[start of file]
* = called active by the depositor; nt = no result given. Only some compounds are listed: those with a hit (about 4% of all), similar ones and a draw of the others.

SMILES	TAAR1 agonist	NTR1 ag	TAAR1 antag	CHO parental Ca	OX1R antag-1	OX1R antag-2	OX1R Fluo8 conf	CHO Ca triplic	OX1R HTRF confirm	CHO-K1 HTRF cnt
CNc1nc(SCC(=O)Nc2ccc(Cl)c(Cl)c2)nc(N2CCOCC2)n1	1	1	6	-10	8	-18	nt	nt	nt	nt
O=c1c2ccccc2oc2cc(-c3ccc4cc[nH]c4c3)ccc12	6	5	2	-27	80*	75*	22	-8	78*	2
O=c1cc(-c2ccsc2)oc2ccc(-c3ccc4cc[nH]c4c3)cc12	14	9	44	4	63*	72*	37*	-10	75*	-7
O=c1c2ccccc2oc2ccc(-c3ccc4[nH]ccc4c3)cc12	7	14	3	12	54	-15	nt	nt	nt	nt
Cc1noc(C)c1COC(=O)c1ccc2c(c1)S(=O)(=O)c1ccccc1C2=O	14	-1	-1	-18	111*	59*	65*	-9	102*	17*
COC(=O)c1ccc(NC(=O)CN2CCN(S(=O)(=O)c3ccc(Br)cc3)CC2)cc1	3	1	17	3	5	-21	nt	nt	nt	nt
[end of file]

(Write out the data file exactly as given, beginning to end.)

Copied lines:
* = called active by the depositor; nt = no result given. Only some compounds are listed: those with a hit (about 4% of all), similar ones and a draw of the others.

SMILES	TAAR1 agonist	NTR1 ag	TAAR1 antag	CHO parental Ca	OX1R antag-1	OX1R antag-2	OX1R Fluo8 conf	CHO Ca triplic	OX1R HTRF confirm	CHO-K1 HTRF cnt
CNc1nc(SCC(=O)Nc2ccc(Cl)c(Cl)c2)nc(N2CCOCC2)n1	1	1	6	-10	8	-18	nt	nt	nt	nt
O=c1c2ccccc2oc2cc(-c3ccc4cc[nH]c4c3)ccc12	6	5	2	-27	80*	75*	22	-8	78*	2
O=c1cc(-c2ccsc2)oc2ccc(-c3ccc4cc[nH]c4c3)cc12	14	9	44	4	63*	72*	37*	-10	75*	-7
O=c1c2ccccc2oc2ccc(-c3ccc4[nH]ccc4c3)cc12	7	14	3	12	54	-15	nt	nt	nt	nt
Cc1noc(C)c1COC(=O)c1ccc2c(c1)S(=O)(=O)c1ccccc1C2=O	14	-1	-1	-18	111*	59*	65*	-9	102*	17*
COC(=O)c1ccc(NC(=O)CN2CCN(S(=O)(=O)c3ccc(Br)cc3)CC2)cc1	3	1	17	3	5	-21	nt	nt	nt	nt